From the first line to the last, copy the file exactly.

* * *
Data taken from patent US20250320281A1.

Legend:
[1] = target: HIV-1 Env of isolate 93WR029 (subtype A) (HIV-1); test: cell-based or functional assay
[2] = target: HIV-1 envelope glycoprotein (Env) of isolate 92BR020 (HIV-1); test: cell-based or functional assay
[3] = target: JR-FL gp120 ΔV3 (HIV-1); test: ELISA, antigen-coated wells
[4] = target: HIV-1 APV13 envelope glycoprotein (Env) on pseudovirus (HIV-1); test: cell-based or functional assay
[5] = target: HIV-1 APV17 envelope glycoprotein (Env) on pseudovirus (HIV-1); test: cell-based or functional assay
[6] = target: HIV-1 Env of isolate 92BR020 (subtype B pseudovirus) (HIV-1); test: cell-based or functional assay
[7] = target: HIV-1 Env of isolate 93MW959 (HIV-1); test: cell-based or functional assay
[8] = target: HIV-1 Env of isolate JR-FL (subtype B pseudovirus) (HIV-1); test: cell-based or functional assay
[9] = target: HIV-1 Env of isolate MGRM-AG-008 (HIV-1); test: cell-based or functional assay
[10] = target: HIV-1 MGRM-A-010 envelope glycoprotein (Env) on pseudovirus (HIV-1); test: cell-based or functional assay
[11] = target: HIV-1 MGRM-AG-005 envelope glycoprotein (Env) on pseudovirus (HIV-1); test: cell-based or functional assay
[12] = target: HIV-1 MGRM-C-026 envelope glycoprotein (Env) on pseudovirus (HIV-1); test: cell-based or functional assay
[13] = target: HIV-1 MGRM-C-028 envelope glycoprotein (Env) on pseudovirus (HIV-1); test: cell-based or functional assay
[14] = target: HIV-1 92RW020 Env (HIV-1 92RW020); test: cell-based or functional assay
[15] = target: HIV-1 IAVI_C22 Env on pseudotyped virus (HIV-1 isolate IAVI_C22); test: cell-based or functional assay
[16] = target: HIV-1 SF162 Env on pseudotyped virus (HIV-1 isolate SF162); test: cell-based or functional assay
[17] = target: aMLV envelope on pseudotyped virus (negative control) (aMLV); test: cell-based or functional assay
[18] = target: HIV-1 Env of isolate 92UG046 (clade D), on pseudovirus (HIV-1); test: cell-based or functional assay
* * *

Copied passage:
Data taken from patent US20250320281A1.

Legend:
[1] = target: HIV-1 Env of isolate 93WR029 (subtype A) (HIV-1); test: cell-based or functional assay
[2] = target: HIV-1 envelope glycoprotein (Env) of isolate 92BR020 (HIV-1); test: cell-based or functional assay
[3] = target: JR-FL gp120 ΔV3 (HIV-1); test: ELISA, antigen-coated wells
[4] = target: HIV-1 APV13 envelope glycoprotein (Env) on pseudovirus (HIV-1); test: cell-based or functional assay
[5] = target: HIV-1 APV17 envelope glycoprotein (Env) on pseudovirus (HIV-1); test: cell-based or functional assay
[6] = target: HIV-1 Env of isolate 92BR020 (subtype B pseudovirus) (HIV-1); test: cell-based or functional assay
[7] = target: HIV-1 Env of isolate 93MW959 (HIV-1); test: cell-based or functional assay
[8] = target: HIV-1 Env of isolate JR-FL (subtype B pseudovirus) (HIV-1); test: cell-based or functional assay
[9] = target: HIV-1 Env of isolate MGRM-AG-008 (HIV-1); test: cell-based or functional assay
[10] = target: HIV-1 MGRM-A-010 envelope glycoprotein (Env) on pseudovirus (HIV-1); test: cell-based or functional assay
[11] = target: HIV-1 MGRM-AG-005 envelope glycoprotein (Env) on pseudovirus (HIV-1); test: cell-based or functional assay
[12] = target: HIV-1 MGRM-C-026 envelope glycoprotein (Env) on pseudovirus (HIV-1); test: cell-based or functional assay
[13] = target: HIV-1 MGRM-C-028 envelope glycoprotein (Env) on pseudovirus (HIV-1); test: cell-based or functional assay
[14] = target: HIV-1 92RW020 Env (HIV-1 92RW020); test: cell-based or functional assay
[15] = target: HIV-1 IAVI_C22 Env on pseudotyped virus (HIV-1 isolate IAVI_C22); test: cell-based or functional assay
[16] = target: HIV-1 SF162 Env on pseudotyped virus (HIV-1 isolate SF162); test: cell-based or functional assay
[17] = target: aMLV envelope on pseudotyped virus (negative control) (aMLV); test: cell-based or functional assay
[18] = target: HIV-1 Env of isolate 92UG046 (clade D), on pseudovirus (HIV-1); test: cell-based or functional assay